Platinum

Platinum subject = Chemistry title = Platinum Platinum is a relatively rare, chemically inert, metallic element. It symbol is Pt, atomic number is 78, and its atomic weight is 195.09. Platinum is one of the heaviest substances known. One cubic foot of Platinum weighs 21 times as much as a cubic foot of water. A grayish-white metal, Platinum has a melting point of 1772 degrees C and a realatively high boiling point of 3827 degrees C.

It has a high fusing point, is ductile and malleable, expands slightly upon heating, and has high electrical resistance. Platinum is seldom used in its pure stage because it is too soft. The third most ductile metal, it can be drawn into a thread one twenty thousandth part of an inch in thickness. It is extremely resistant to attack by air, water, single acids and ordinary reagents, but does dissolve in hot aqua regia, a mixture of nitric and hydrochloric acids. Platinum has the unusual property of being able to absorb large amounts of hydrogen at ordinary temperatures and resist it at high temperatures.

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The first mention of Platinum occurs in the writings of an Italian physician and poet named Julius Caesar Salinger in 1557. A hieroglypic character made froma grain of Platinum dated back to the 7th century. Credit for discovery of Platinum has been given to Don Antonio de Ulloa, a young lieutenant in the Spanish Navy. The metal was referred to as the “platina de Pinto”, meaning the siver like metal from the Pinto River. The first thorough study of Platinum was conductd in1750 by the English physician William Brownrigg.

Brownrigg noted that Platinum was heavier and even more chemically inert than Gold was. Platinum forms useful alloys with many other metals, including Iridium, Palladium, Rhodium, Ruthenium, Osmium, Gold, Nickel, Cobalt, and Tungsten. At high temperatures Platinum also reacts with Chlorine, Fluorine, Phosphorus, Arsenic and Sulfur. Among the transition metals, Platinum has the greatest tendencies to bond directly with Carbon. Platinum is used extensively in modern industrial society because of its chemical inertness, high melting point, and extraordinary catalytic properties. platinum is valuable for laboratory apparatus, such as tongs, combustion boats, crucibles and evaoporating dishes.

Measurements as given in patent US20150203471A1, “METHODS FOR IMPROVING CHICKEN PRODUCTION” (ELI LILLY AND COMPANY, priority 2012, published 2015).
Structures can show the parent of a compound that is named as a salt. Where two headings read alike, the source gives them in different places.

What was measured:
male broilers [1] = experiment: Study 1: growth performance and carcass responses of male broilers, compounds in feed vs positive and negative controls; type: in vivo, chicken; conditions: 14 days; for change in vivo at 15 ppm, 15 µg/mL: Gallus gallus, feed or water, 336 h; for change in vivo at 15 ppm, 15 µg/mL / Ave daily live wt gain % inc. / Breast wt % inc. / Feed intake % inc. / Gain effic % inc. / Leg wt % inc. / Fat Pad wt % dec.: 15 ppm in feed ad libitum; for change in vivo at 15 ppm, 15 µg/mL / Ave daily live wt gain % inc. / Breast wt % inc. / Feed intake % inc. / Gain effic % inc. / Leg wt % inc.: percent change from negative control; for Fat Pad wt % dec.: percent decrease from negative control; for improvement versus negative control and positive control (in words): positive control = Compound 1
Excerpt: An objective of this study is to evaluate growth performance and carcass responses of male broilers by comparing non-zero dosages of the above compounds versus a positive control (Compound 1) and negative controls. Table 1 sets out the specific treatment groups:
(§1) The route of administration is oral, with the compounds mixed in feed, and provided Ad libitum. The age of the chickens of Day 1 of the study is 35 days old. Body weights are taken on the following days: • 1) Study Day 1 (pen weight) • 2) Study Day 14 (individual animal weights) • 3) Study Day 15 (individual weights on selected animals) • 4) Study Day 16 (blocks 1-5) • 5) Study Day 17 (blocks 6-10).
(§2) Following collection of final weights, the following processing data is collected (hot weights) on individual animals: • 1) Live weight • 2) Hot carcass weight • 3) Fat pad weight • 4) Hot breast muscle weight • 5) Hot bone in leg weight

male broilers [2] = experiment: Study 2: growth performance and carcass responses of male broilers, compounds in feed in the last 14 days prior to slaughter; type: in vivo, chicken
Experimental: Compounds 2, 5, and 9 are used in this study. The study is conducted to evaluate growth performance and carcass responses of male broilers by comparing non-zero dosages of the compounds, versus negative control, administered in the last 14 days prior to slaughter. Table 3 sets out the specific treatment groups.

It is also used for thermometers in furnaces, for electrodes in making quantitative chemical analyses, and for corrosion and heat-resistant instruments. Platinum is used extensively in the jewelry industry for setting diamonds and other precious stones. Rocket and jet engine parts often contain Platinum alloys because they must withstand high temperatures for long periods of time. At petroleum refineries, finely divided Platinum is used as a catalyst in upgrading the octane of gasoline. In automobiles, converters containing Platinum-Palladium alloys reduce air pollution from exhaust gases.

High quality optical glass for television picture tubes and eyeglasses is melted in pots lined with nonreactive Platinum alloys. A form of Platinu m,cisplatin, stops cancer cell division and disrupts its growth pattern.